Report No. 37 to the Storting (2008-2009)

Integrated Management of the Marine Environment of the Norwegian Sea— Report No. 37 (2008 – 2009) to the Storting

To table of content

11 Economic and administrative consequences

The present white paper contains proposals for new working methods, processes for reviewing the current use of instruments in the various sectors, and specific measures. It also indicates topics to be reviewed at a later date. The economic and administrative consequences of the various proposals can be predicted with varying degrees of accuracy, but as the proposals are implemented the consequences for public and private actors will be assessed in the usual way as set out in the Instructions for official studies and reports and the preparation of legislation. The measures outlined in the management plan that will require increased budgets or allocations will be considered by the Government in the ordinary budgetary processes and presented in the budget propositions of the ministries concerned. The Government will evaluate the measures in the management plan in relation to other priorities. Follow-up and implementation of measures in the years to come will therefore depend on economic developments and the budget situation. The following is a preliminary assessment of the economic and administrative consequences of the proposals put forward in this white paper.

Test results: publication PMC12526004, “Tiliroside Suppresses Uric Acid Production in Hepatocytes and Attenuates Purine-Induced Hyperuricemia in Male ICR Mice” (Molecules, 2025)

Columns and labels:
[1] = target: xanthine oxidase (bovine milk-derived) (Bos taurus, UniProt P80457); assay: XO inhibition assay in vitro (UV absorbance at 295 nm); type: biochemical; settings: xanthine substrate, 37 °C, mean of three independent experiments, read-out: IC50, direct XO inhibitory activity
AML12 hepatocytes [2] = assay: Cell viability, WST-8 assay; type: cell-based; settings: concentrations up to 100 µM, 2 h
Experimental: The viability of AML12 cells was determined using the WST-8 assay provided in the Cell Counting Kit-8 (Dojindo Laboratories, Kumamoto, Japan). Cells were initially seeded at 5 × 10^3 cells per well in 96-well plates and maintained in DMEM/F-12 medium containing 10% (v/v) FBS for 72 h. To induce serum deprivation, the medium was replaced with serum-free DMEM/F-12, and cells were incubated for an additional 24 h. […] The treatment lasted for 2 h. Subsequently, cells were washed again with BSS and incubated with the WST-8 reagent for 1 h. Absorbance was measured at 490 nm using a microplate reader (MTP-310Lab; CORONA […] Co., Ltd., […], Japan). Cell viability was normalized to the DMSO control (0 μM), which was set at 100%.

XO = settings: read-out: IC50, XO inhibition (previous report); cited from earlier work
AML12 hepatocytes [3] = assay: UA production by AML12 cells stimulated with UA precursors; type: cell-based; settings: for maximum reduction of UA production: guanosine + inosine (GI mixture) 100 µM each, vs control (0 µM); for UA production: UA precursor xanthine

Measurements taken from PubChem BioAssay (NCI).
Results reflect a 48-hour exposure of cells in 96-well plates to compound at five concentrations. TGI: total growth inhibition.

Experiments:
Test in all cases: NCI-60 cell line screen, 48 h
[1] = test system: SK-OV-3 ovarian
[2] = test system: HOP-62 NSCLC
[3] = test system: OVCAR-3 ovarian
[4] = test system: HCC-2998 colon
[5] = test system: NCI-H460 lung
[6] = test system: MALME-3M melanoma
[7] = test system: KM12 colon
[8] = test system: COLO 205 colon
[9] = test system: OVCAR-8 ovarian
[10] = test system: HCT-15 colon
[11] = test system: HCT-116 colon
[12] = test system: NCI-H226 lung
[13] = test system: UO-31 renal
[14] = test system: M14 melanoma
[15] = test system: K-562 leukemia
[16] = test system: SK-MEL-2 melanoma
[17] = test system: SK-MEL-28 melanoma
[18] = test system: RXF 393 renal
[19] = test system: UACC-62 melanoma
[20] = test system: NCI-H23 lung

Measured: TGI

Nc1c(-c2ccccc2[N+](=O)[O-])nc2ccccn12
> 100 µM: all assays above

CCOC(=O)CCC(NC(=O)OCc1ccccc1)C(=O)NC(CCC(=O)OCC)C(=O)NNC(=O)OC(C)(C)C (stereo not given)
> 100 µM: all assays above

11.1 Assessment of measures for integrated ecosystem-based management

Implementation of the management plan

An expert group will be appointed to follow up the implementation of the management plan for the Norwegian Sea (the Forum for Integrated Management of the Norwegian Sea). The terms of reference of the Advisory Group on Monitoring of the Barents Sea and the Forum on Environmental Risk Management will be expanded to include the Norwegian Sea and the North Sea. This will improve the coordination and provide a better foundation for management of the Norwegian Sea. It will also involve more work for the directorates and institutes concerned. In addition, the terms of reference of the Reference Group established for the Barents Sea–Lofoten area are to be expanded to include the Norwegian Sea and the North Sea, which will also involve more work. The volume of work for these groups will vary over time, but will always be larger in connection with the scheduled reports. These efforts will be part of the established administrative framework and a continuation of existing activity. Thus the additional work is not expected to have financial consequences of any significance.

Integrated monitoring system for the Norwegian Sea

The costs relating to the development of a system for monitoring the state of the ecosystem in the Norwegian Sea, based on the integrated monitoring system for the Barents Sea–Lofoten area, will be studied in more detail in connection with the annual budget proposals. A great deal of the work of developing the monitoring system will take place within the framework of the research and monitoring already being conducted in the management plan area. Since it will be necessary to monitor a larger number of indicators across a larger geographical area, more funding will be required, and this question will be reviewed in connection with the annual budget proposals.